Notes from today’s Council meetings

The 2022 budget wraps up, the Council modifies a Durkan executive order, and more.

Today the Council finished up its work on the 2022 budget, voting it out of the Budget Committee and then giving it final approval this afternoon.

There were ten minor, technical amendments this morning required to cross the t’s and dot the i’s. Councilmember Sawant tried again to pass an amendment that would increase the payroll tax by 51% and add hundreds of millions of dollars of additional spending for affordable housing and Green New Deal projects, but her colleagues rejected it on a 2-7 vote. Sawant also tried to remove a request for the executive branch to convene a landlord stakeholder group, but that effort failed for lack of a second.

The 2022 budget passed by a 8-1 vote, with Councilmember Sawant once again casting her customary protest “no” vote.

Included in the budget was a modification to Mayor Durkan’s recent executive order authorizing hiring bonuses for SPD officers and 911 dispatchers. The modification capped the spending to $500,000 and added a termination date of December 31, 2021.  The modification was adopted by an 8-1 vote, with Sawant voting “no.”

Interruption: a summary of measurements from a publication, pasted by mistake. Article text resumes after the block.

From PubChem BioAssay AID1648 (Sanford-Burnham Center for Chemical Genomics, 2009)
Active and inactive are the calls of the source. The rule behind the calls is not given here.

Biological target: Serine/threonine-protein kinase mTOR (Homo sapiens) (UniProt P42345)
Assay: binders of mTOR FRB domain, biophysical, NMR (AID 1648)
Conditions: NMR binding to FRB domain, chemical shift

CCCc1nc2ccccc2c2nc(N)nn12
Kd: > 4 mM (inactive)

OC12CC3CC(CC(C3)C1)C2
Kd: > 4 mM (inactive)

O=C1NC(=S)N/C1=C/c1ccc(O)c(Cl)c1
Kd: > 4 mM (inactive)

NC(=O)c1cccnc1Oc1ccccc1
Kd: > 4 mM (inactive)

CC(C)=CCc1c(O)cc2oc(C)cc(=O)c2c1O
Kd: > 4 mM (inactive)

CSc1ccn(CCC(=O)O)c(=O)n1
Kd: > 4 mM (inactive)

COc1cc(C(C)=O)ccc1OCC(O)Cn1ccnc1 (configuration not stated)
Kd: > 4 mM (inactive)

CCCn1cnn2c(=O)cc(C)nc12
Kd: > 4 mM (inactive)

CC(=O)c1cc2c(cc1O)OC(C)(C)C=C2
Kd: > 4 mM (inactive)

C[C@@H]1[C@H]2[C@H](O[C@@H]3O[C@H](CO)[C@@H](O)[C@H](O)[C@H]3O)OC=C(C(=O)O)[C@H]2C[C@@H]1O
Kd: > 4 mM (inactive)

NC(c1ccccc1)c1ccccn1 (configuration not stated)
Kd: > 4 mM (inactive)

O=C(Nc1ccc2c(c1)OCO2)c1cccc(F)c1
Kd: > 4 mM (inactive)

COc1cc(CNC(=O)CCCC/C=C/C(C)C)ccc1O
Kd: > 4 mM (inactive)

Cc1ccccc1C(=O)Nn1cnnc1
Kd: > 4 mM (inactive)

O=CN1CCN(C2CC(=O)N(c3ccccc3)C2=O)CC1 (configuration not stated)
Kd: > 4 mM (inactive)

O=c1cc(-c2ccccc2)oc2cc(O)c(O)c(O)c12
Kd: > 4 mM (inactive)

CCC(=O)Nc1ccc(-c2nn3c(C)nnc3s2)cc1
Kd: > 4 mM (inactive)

This afternoon the Council, meeting as the Parks District Board, also approved the Parks District budget for 2022.

The Council also approved an extension to the city’s lease agreement with the U.S. Army for the former Fort Lawton property in Magnolia, while the city’s redevelopment plan for the site continues to be reviewed by the federal government.

This morning Councilmember Morales announced that her next Community Economic Development Committee meeting will be on December 10, and the agenda will include:

  • some appointments;
  • some changes to the city’s anti-discrimination ordinance to comply with state law;
  • some changes to laws regarding service animals to comply with federal law.

This morning Councilmember Juarez noted that the Mayor’s Office has transmitted legislation to authorize a land-swap with King County that would transfer City Hall Park to the county in return for thirteen parcels of land, altogether 1.35 acres. The bill is likely to skip the committee process and go straight to the full Council, but Council President Gonzalez said that she is still working on the timing since a public hearing is required before the Council can vote on it — and because the Council is in recess the last two weeks of December.

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